Azores Airlines has beat out Air Transat for the longest commercial Airbus A321LR flight recorded. On January 3rd, the carrier flew a nonstop flight between Lisbon and Bogota, taking just under 10 hours. Air Transat’s flight clocked in at under nine hours. According to the airline, the flight highlights the versatility of the Airbus A321LR.
Azores Airlines flies the longest commercial Airbus A321LR flight
The longest recorded commercial Airbus A321LR flight distinction now goes to Azores Airlines for a flight between Lisbon, Portugal, and Bogota, Colombia. On January 3rd, S46865 took off from Lisbon and flew nonstop for nine hours and 49 minutes to Bogota.
According to data from Flightradar24, the aircraft that operated the flight is registered as CS-TSI. A brand new aircraft only delivered a few months ago, this aircraft is in the Azores Airlines “Inspire” livery, which was fitting for this service. The return flight from Bogota to Lisbon took about nine hours and 20 minutes.
A new route for Azores Airlines?
This flight does not appear to be a regularly scheduled commercial flight. Azores Airlines flew the aircraft on a one-off, and Bogota does not appear on the airline’s website as a bookable flight.
There are no regularly scheduled nonstop flights between Bogota and Lisbon. TAP Portugal does not operate the route, and nor does its Star Alliance partner Avianca. With new Airbus A330-900neo aircraft, TAP could jump in on the route or be beaten by Azores Airlines.
Azores Airlines is based out of Ponta Delgada’s João Paulo II Airport (PDL). The airline regularly flies to Lisbon but prefers to fly passengers with a stopover in the Azores Islands.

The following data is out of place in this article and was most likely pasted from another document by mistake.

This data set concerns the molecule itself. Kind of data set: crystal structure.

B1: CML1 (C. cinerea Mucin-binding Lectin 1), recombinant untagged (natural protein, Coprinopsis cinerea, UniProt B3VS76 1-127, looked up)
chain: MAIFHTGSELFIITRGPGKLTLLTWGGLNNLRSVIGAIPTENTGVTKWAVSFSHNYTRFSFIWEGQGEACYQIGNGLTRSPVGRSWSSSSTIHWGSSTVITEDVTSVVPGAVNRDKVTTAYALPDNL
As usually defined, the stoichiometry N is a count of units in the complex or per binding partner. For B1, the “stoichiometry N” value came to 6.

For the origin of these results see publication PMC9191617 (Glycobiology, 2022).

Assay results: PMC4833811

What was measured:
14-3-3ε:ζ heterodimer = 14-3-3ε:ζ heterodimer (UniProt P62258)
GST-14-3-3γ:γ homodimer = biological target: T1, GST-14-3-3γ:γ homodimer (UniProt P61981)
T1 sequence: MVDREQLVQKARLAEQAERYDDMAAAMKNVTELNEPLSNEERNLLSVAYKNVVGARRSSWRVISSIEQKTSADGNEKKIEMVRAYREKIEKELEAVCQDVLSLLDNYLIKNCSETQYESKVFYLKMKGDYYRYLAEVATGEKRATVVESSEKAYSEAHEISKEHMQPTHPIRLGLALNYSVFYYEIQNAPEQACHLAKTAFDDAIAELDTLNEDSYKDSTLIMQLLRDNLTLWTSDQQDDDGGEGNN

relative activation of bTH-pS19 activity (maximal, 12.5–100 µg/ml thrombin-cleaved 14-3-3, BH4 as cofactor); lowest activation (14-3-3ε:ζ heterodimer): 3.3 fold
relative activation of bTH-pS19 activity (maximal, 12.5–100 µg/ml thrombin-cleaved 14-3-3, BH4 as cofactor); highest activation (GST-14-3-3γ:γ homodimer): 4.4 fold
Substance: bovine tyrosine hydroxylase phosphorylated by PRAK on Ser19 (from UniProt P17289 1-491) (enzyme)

It is unclear why Azores Airlines flew this route. However, the airline does have room for expansion. The carrier’s Airbus A321LRs can do a lot out of PDL. Seating 190 passengers, these planes are primarily configured for leisure passengers. Azores Airlines could also get some connecting traffic for passengers heading to cities like Lisbon via a stop in the Azores. The airline is adding a not-quite-transatlantic route this summer.
The route from Lisbon to Bogota is about 4,200 nautical miles, which means the aircraft was likely lightly loaded and operating a special mission. So, if Azores Airlines planned to fill its 190-seater Airbus A321LRs flying to Colombia, it would likely operate the route with a stopover in Ponta Delgada on a Lisbon-Ponta Delgada-Bogota routing. The route from Ponta Delgada to Bogota would be about 3,300 nautical miles.
The Airbus A321LR
Since the Airbus A321LR took its maiden flight almost three years ago, the airline industry has savored over the next generation of long-haul narrowbody aircraft. The A321LR has a maximum range of 4,000 nautical miles out of the Azores, according to Airbus. The plane was marketed for transatlantic operations and has been popular there.
Some notable airlines that have taken the Airbus A321LR or have some on order include JetBlue (which plans to use them for flights to London), Aer Lingus, which is expanding its transatlantic operations using the jet, and TAP Portugal, among others.
Canada’s Air Transat previously held the record for the world’s longest commercial Airbus A321LR flight. Back in October, the airline flew a one-time Air Transat flight, which made it the longest commercial flight at the time of an Airbus A321LR.
The longest Airbus A321LR flight actually happened in April of 2018. The plane flew from Mahé in Seychelles to Toulouse, France, on an Airbus test flight. This distance of 4,750 nautical miles took 11 hours to cover. The aircraft could easily make this flight because it was not filled with paying customers. Once you add customers, crew, baggage, and cargo, the aircraft’s range clocks in at 4,000 nautical miles or less, depending on how loaded the aircraft is.
Nevertheless, the Airbus A321LR is one versatile aircraft. With the Airbus A321XLR expected to come out in 2023, the aircraft, which has a range of 4,700 nautical miles, will likely do some incredible things. For now, the Airbus A321LR is one exciting aircraft for the future of long-haul narrowbody travel. Whether most people like flying long-haul in a narrowbody, however, is still being debated.